In February we have had a serious amount of bird damage on the 11th, 14th and 15th playing surfaces. The birds are digging up the turf looking for grubs and insects to eat. It started on the fairway, but has now moved to the green. We will repair the green each day, plus the fairway and apron will get blown off however, there will still be small holes in the playing surfaces. All insecticides have now been banned in the sports turf industry, so whereas in the past we could kill off all the insects and grubs in the soil and eradicate the food source, we are unable to do this now. Therefore, we will now look into ways of deterring the birds. We have put up a kite which is a fake bird next to the dew pond on the 14th. This seems to have worked quite well so far and the damage is now minimal, albeit some damage is still happening. The problem we have now is recovering the damaged areas, especially on the greens. The 11th and 14th green have been hit extremely hard. We smoothed out the greens with top dressing and will be over seeding these areas to recover them. Some areas will need to be plugged therefore if these greens look patchy, this is why.
Badger damage has been average this month, with the 11th and 15th fairway getting dug up on a few occasions.
As we know the 18th fairway has been suffering with the damp conditions this winter, as communicated previously we have been hoping to get some sand dressing onto the fairway to improve the drainage. Unfortunately, as of yet we have been unsuccessful in doing so, as it has simply been far too wet to take our top-dressing machine over it. We did try in January, however with it being a particularly heavy machine we got stuck - this will unfortunately only make things worse. As said, we have had 254mm of rain so far this year and it remains a very wet area. We will start dressing the fairway when the ground conditions improve, which should start improving the surface ready for next winter, however it will take some time to firm up over the next couple of winters. We will aim to top dress throughout the growing season as well to continue to improve the area.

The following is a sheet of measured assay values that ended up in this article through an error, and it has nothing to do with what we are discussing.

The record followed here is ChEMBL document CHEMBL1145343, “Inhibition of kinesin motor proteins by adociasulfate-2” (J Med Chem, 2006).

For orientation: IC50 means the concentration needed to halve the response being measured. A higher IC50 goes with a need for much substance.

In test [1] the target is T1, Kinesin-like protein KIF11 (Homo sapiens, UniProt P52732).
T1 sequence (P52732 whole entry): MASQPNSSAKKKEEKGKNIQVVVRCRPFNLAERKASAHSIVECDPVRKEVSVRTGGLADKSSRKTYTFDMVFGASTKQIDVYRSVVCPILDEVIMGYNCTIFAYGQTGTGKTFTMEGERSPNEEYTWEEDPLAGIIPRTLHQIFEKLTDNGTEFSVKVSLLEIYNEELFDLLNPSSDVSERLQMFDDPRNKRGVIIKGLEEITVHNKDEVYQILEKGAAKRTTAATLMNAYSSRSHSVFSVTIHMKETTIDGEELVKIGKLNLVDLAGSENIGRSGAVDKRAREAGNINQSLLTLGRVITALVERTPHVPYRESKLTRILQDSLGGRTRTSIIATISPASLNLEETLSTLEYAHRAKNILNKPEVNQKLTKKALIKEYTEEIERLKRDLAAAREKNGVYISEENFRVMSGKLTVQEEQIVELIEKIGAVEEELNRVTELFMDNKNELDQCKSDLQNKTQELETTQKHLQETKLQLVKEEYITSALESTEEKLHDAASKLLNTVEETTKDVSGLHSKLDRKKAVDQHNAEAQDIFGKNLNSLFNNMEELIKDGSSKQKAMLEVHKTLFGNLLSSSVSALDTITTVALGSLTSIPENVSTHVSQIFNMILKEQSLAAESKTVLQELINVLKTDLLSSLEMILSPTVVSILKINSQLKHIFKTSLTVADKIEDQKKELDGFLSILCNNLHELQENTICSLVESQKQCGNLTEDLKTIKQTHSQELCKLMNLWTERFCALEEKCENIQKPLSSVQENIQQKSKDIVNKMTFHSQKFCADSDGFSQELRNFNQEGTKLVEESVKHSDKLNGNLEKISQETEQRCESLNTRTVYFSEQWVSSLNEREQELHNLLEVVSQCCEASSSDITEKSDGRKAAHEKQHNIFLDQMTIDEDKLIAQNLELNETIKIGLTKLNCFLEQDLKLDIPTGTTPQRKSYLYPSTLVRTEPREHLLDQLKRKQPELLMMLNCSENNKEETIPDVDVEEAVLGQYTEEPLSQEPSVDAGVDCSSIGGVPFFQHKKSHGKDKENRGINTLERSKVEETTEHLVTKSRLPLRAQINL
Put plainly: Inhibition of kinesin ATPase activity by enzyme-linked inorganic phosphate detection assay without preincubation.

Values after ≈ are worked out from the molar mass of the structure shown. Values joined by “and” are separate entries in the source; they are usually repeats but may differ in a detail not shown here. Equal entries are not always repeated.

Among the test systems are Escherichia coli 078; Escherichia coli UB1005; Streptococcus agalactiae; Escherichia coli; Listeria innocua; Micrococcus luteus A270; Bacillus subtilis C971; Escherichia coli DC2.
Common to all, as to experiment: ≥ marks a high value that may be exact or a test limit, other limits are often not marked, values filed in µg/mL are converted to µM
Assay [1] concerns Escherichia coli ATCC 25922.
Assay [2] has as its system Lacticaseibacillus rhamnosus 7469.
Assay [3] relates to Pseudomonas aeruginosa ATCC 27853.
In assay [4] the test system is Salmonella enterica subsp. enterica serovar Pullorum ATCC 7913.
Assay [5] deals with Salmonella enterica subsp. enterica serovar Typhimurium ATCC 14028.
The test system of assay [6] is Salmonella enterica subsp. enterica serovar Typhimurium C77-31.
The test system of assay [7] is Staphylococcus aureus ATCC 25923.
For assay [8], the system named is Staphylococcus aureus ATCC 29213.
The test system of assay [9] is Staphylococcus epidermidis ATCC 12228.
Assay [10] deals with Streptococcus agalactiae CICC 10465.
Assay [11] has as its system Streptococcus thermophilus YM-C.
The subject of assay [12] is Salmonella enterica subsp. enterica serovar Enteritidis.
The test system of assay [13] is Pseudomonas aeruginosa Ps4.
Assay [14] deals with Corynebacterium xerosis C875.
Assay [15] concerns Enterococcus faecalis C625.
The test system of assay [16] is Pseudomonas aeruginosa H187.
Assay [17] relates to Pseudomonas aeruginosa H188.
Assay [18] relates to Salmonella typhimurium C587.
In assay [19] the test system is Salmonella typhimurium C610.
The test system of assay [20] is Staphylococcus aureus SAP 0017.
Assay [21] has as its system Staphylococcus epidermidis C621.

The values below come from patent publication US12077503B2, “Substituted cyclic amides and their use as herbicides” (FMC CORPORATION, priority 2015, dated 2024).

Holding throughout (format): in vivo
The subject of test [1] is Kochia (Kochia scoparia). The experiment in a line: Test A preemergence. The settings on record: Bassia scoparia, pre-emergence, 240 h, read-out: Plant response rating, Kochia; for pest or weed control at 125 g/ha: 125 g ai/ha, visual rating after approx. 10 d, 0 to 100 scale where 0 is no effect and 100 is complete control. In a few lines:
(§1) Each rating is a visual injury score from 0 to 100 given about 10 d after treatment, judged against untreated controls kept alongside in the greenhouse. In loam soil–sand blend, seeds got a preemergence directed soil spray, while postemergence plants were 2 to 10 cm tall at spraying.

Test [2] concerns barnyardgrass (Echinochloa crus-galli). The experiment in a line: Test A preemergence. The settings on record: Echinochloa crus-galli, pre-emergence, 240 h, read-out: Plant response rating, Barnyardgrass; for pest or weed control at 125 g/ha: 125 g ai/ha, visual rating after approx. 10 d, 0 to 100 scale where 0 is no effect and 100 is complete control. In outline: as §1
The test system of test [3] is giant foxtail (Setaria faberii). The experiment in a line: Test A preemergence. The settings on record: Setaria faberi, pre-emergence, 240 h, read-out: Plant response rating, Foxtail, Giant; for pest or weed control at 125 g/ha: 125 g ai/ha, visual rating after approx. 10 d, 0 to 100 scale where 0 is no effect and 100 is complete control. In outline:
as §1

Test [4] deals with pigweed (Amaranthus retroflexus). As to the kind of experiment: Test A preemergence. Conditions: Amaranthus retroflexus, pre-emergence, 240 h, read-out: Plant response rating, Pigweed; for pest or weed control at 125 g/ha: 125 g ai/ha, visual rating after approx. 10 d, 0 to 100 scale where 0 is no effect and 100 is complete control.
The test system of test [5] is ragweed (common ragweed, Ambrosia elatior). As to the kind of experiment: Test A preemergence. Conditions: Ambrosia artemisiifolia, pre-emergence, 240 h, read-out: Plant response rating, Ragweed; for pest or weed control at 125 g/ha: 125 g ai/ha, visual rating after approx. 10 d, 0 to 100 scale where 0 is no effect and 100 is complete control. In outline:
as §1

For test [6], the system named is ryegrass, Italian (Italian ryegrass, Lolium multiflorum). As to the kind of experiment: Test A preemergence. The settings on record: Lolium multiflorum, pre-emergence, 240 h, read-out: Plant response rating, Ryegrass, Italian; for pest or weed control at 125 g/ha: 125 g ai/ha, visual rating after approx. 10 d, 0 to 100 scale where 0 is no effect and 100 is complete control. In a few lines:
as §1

For now, the local rule which allows you to tee your ball up on the fairway during social golf will remain in play.
Next month we will finish off our bunker renovation works and spend more time on course repair, which will include aerating, over seeding, turfing and divoting. We have been struggling with tee divoting over the winter as once we have divoted a tee, as soon as it rains heavy, which it has done a lot over the past four months, it just washes the seed and mix out. Also growing temperatures are not quite adequate for full recovery yet. Therefore, the tees look extremely worn with the amount of golf being played on them. This month we will fertilise the tees and aprons to help aid recovery and give the plants some needed nutrient to aid recovery.
Look forward to seeing you on the course!
Rob Dyer, Head Greenkeeper, The Downs Course
The Park Course
It would be nice to discuss something that is not rain, flooding and course closure but the last six months have been exactly that. Another poor month weather wise with 180mm of rain falling in February. We have managed, between the down poor’s cut areas, to work on our bunker project and other winter jobs. Despite all the rain the greens are in amazing condition, with our aeration programme consisting of spiking three times a week to a 1” depth and 10mm tine once a month to 4” depth has allowed air through the profile to keep preferred aerobic conditions rather than anaerobic which causes nothing to grow. Our organic fertiliser programme and soil feeds has created an ideal environment for our more desirable bent grasses to thrive moving up to about a 70% bent coverage, which is more disease and draught tolerant than other grass species.
Hopefully in the coming days, the course will dry out enough for us to put some character and definition through our various cutting reschemes. So please be patient.